130. Krista Hong says:

    Such a great company. Appreciate the intentionality of looking out for your fans.

  131. Kimberly Stegall says:

    First off let me say Thank you for this wonderful opportunity. I am a EHS/HS Health & Family advocate. I live in a very rural place. Our resources for families and the children are very limited. This would be a great tool to be able to win and share with them. We work with all types of families high risk, single parents, grandparents raising kids, homelessness, and foster kids. We have them all and I would love to be able to win this to help them out.
    I like on Facebook, Instagram and Pinterest. May God bless you all.

  132. Lindsay says:

    I support my students’ mental health at a K-6 school as a student support teacher. Our primary goal is to improve student performance, and mental health is integrally tied to student performance and achievement.

  133. Ty says:

    I champion the champion in order to ensure they are healthy mentally and emotionally so that children and their families can receive the high level of support we aim to deliver within our programs across Colorado. Our families and professional are made up of very similar fabric, they experience similar struggles, and have similar challenges in life- sustaining their families health and well-being. So by supporting the professional educator I am supporting the child, their family, and the community they are raised within. Head, Heart, and Hand!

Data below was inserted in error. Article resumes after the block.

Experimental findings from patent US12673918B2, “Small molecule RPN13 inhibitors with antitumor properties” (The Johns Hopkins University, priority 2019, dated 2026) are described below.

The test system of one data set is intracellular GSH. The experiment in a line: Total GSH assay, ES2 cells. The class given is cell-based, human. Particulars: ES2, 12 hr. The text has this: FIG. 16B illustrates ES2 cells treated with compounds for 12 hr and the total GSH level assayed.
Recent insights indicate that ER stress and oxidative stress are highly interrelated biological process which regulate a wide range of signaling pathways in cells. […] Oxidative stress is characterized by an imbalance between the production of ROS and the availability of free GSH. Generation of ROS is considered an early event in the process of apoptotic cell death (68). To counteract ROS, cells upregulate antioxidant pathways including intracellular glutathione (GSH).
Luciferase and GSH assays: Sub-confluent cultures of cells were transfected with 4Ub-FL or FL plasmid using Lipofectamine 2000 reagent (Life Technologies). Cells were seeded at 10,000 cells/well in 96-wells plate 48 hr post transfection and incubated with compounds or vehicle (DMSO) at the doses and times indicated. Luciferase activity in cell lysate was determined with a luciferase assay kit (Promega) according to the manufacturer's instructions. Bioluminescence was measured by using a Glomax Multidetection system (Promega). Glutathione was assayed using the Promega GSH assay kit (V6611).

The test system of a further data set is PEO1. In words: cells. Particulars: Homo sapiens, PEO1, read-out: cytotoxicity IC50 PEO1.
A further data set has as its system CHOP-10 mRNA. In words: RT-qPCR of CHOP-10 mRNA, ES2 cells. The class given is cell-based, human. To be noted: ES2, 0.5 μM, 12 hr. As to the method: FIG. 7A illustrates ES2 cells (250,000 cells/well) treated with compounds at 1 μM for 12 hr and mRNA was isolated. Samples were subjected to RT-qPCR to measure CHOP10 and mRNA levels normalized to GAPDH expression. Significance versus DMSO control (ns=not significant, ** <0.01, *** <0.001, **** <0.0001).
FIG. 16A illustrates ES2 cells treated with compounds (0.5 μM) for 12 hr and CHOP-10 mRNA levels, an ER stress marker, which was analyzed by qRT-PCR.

134. BRITTNEY J says:

    I work with Headstart and I am a mother. This package will help my child in the home and also is school family based to use with a school family as a shared resource for all children. I use conscious discipline with children at school and at home. Teaching is a constant flow of learning and educating. It is a relationship between children and adults and the first person to learn the information on how to help children self-regulate is through the adult knowing how to self-regulation in and of themselves. These resources will be used along with our calm down area and in our daily school schedule. We use techniques such as the S.T.A.R. which stands for Stop take A deep breath and Relax. We do calm downs and have resources for calming down children based on self-regulation. Parents, teachers, guardians can use this to help children.

  135. Mary says:

    During this time of school closure, I’ve been posting daily coping skills strategies for students to learn and practice to help them get through this difficult situation.

  136. Asata V says:

    I support children’s mental health by supporting safe, stable and nurturing environments, which allow their primary caregivers to be present and responsive in order to address their needs appropriately.

  137. Monique Brockmann says:

    I have worked as a paraprofessional and taught and reinforced SEL skills, I taught Character Ed in middle school, and now I am a classroom teacher, where SEL is an important part of each day, to ensure they can focus on academics.